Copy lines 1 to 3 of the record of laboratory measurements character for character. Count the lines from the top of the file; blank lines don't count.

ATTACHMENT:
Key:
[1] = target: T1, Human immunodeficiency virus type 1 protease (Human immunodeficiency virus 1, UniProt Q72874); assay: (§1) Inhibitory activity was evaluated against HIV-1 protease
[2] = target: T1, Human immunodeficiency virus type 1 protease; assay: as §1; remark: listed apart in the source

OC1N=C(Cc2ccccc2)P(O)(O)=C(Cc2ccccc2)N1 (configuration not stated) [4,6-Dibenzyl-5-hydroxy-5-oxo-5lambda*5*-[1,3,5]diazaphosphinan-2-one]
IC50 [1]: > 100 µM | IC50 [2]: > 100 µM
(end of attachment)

Key:
[1] = target: T1, Human immunodeficiency virus type 1 protease (Human immunodeficiency virus 1, UniProt Q72874); assay: (§1) Inhibitory activity was evaluated against HIV-1 protease
[2] = target: T1, Human immunodeficiency virus type 1 protease; assay: as §1; remark: listed apart in the source